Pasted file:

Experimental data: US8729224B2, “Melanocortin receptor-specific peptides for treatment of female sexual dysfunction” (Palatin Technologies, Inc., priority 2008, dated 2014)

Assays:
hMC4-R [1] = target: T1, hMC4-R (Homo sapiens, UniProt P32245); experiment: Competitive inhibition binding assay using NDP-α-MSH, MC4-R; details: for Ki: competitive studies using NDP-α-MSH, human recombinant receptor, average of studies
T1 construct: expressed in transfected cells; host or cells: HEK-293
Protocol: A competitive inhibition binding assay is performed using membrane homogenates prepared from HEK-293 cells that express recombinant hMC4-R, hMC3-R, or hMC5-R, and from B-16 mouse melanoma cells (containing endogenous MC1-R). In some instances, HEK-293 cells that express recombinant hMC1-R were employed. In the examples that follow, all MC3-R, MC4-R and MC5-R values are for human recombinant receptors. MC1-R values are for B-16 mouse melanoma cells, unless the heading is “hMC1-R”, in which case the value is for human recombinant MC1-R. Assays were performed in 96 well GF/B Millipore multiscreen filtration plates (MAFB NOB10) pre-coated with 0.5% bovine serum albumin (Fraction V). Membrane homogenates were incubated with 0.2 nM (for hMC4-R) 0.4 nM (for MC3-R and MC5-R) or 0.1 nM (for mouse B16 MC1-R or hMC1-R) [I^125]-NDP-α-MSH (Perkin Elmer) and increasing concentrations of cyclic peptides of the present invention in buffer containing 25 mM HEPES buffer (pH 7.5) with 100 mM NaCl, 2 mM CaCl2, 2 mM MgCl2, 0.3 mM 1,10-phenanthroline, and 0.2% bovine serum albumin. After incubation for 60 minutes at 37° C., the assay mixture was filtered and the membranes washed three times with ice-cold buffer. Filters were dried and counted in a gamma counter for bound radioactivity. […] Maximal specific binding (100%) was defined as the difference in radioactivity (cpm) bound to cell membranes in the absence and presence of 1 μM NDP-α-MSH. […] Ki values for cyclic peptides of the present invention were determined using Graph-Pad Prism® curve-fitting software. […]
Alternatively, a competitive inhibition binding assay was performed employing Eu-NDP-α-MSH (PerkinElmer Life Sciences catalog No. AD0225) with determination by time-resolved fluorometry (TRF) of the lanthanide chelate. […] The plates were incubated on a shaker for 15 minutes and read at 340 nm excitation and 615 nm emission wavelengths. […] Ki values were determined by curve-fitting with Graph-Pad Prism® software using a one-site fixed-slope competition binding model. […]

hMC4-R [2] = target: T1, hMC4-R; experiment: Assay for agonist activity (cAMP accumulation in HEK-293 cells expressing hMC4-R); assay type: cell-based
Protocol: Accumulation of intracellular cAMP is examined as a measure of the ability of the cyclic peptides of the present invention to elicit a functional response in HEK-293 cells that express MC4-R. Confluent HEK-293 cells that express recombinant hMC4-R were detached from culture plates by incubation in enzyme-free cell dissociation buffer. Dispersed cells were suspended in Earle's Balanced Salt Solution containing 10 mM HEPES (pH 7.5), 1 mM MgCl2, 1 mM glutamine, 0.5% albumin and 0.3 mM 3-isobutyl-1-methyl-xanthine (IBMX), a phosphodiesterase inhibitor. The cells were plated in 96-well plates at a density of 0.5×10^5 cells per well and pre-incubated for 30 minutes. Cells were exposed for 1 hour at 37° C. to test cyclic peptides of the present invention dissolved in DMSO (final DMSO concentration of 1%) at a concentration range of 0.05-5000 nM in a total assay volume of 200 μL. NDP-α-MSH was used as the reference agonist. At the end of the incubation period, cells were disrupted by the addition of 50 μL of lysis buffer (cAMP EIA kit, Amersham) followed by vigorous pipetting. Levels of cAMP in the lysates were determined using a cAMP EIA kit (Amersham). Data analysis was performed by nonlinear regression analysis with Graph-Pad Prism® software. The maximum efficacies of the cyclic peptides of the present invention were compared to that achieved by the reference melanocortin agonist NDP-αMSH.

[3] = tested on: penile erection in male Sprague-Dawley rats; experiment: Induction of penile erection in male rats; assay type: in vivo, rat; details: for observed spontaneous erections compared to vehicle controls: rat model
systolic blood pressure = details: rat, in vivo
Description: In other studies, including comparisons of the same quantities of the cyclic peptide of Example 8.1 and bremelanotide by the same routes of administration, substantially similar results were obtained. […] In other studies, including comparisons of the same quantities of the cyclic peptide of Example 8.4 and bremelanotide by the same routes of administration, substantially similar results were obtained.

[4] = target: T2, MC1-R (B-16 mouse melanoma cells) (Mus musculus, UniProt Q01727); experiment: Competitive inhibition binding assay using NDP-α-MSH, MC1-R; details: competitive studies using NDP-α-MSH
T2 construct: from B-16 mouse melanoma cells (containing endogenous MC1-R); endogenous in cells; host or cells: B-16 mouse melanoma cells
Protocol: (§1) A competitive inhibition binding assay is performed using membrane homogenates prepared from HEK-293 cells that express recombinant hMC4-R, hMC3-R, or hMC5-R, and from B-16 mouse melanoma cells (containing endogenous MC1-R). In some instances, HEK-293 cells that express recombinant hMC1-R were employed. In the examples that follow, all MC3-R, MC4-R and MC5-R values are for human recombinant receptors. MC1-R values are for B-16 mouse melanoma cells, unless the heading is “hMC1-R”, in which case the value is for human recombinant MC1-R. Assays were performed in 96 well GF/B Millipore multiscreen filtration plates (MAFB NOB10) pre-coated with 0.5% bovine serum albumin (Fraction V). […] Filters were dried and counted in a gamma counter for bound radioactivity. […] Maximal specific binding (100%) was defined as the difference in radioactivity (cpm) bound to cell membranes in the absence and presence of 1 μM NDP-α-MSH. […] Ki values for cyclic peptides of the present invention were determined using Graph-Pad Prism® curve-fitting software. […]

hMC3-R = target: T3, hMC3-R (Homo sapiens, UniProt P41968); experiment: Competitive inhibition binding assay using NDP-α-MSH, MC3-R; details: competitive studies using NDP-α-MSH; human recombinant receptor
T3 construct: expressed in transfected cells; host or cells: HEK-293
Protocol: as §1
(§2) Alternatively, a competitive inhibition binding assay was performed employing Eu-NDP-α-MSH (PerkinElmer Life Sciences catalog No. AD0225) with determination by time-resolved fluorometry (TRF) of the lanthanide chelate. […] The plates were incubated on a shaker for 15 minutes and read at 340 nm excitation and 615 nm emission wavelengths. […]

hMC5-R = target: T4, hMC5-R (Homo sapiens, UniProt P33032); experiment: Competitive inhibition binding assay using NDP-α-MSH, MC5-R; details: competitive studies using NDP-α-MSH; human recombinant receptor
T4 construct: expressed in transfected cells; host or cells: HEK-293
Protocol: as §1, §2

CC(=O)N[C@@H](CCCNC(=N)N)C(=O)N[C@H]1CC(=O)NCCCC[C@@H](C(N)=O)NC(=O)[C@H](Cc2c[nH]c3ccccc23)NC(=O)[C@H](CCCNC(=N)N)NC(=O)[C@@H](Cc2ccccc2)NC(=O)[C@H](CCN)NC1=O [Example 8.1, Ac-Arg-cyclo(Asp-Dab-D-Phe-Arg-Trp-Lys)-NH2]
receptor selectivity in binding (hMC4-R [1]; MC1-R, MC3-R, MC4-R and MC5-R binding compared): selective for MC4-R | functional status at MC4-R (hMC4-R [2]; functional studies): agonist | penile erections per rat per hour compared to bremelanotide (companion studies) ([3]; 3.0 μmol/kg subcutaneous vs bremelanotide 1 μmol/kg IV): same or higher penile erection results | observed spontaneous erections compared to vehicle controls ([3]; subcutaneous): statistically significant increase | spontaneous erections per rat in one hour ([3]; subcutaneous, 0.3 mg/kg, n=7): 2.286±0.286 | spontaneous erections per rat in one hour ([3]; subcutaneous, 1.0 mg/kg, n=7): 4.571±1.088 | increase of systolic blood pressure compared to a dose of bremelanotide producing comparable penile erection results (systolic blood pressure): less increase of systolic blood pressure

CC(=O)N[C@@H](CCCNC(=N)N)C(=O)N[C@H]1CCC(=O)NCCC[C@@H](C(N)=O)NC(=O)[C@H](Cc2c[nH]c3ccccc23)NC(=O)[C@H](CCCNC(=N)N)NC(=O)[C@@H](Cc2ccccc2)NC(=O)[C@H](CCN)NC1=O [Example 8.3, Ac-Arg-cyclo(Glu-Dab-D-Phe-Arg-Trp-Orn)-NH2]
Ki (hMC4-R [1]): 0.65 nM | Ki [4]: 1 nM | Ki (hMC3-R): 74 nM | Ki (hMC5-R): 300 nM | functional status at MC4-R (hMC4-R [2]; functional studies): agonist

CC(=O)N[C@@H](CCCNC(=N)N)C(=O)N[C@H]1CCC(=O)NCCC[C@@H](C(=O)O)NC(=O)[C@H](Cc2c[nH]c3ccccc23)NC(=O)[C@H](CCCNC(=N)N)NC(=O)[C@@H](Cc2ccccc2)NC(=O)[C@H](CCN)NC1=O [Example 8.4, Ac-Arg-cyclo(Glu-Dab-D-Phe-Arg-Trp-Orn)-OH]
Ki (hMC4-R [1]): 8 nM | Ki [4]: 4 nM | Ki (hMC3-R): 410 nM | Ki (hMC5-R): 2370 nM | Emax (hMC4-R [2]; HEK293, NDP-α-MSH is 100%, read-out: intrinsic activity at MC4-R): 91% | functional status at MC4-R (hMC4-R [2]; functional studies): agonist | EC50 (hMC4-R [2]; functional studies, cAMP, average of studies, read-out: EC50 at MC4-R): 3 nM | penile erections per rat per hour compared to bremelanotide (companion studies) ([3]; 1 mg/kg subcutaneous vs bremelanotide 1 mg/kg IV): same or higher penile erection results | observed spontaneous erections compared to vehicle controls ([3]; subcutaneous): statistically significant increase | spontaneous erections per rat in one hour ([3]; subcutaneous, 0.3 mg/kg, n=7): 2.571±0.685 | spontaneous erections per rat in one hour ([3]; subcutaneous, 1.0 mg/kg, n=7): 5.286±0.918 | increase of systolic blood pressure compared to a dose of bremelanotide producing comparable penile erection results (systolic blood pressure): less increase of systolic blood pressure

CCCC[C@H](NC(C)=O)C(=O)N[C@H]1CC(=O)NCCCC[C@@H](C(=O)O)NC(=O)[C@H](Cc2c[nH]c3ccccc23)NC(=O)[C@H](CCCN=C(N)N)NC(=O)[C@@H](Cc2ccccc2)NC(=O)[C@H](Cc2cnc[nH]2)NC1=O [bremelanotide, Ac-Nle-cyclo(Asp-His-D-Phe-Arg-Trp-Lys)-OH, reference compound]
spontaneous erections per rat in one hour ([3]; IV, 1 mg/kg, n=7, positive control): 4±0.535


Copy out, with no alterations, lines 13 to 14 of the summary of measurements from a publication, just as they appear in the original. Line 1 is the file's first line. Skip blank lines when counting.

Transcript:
T2 construct: from B-16 mouse melanoma cells (containing endogenous MC1-R); endogenous in cells; host or cells: B-16 mouse melanoma cells
Protocol: (§1) A competitive inhibition binding assay is performed using membrane homogenates prepared from HEK-293 cells that express recombinant hMC4-R, hMC3-R, or hMC5-R, and from B-16 mouse melanoma cells (containing endogenous MC1-R). In some instances, HEK-293 cells that express recombinant hMC1-R were employed. In the examples that follow, all MC3-R, MC4-R and MC5-R values are for human recombinant receptors. MC1-R values are for B-16 mouse melanoma cells, unless the heading is “hMC1-R”, in which case the value is for human recombinant MC1-R. Assays were performed in 96 well GF/B Millipore multiscreen filtration plates (MAFB NOB10) pre-coated with 0.5% bovine serum albumin (Fraction V). […] Filters were dried and counted in a gamma counter for bound radioactivity. […] Maximal specific binding (100%) was defined as the difference in radioactivity (cpm) bound to cell membranes in the absence and presence of 1 μM NDP-α-MSH. […] Ki values for cyclic peptides of the present invention were determined using Graph-Pad Prism® curve-fitting software. […]